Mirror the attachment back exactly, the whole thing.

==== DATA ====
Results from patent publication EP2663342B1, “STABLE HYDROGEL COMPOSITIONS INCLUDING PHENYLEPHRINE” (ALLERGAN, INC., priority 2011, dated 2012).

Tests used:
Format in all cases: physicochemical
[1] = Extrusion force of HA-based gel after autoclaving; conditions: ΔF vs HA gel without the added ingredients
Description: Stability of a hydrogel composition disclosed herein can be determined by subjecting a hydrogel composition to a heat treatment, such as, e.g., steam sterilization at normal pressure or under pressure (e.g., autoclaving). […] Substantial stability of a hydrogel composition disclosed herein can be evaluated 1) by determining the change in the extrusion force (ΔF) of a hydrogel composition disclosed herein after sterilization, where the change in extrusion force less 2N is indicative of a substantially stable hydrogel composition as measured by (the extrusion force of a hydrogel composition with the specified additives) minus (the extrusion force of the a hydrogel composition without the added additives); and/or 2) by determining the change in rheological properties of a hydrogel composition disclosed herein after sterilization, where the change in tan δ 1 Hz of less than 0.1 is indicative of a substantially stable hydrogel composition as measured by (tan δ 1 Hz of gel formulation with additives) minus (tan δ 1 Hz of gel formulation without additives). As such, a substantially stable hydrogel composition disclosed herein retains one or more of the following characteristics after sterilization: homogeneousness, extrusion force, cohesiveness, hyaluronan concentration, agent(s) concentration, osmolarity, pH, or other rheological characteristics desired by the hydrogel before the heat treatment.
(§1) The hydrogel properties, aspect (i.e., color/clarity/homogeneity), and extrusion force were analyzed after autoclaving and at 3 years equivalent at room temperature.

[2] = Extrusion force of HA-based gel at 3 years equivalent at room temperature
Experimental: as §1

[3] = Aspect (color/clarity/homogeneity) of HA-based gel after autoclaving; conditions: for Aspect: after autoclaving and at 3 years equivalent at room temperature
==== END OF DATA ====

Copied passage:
Results from patent publication EP2663342B1, “STABLE HYDROGEL COMPOSITIONS INCLUDING PHENYLEPHRINE” (ALLERGAN, INC., priority 2011, dated 2012).

Tests used:
Format in all cases: physicochemical
[1] = Extrusion force of HA-based gel after autoclaving; conditions: ΔF vs HA gel without the added ingredients
Description: Stability of a hydrogel composition disclosed herein can be determined by subjecting a hydrogel composition to a heat treatment, such as, e.g., steam sterilization at normal pressure or under pressure (e.g., autoclaving). […] Substantial stability of a hydrogel composition disclosed herein can be evaluated 1) by determining the change in the extrusion force (ΔF) of a hydrogel composition disclosed herein after sterilization, where the change in extrusion force less 2N is indicative of a substantially stable hydrogel composition as measured by (the extrusion force of a hydrogel composition with the specified additives) minus (the extrusion force of the a hydrogel composition without the added additives); and/or 2) by determining the change in rheological properties of a hydrogel composition disclosed herein after sterilization, where the change in tan δ 1 Hz of less than 0.1 is indicative of a substantially stable hydrogel composition as measured by (tan δ 1 Hz of gel formulation with additives) minus (tan δ 1 Hz of gel formulation without additives). As such, a substantially stable hydrogel composition disclosed herein retains one or more of the following characteristics after sterilization: homogeneousness, extrusion force, cohesiveness, hyaluronan concentration, agent(s) concentration, osmolarity, pH, or other rheological characteristics desired by the hydrogel before the heat treatment.
(§1) The hydrogel properties, aspect (i.e., color/clarity/homogeneity), and extrusion force were analyzed after autoclaving and at 3 years equivalent at room temperature.

[2] = Extrusion force of HA-based gel at 3 years equivalent at room temperature
Experimental: as §1

[3] = Aspect (color/clarity/homogeneity) of HA-based gel after autoclaving; conditions: for Aspect: after autoclaving and at 3 years equivalent at room temperature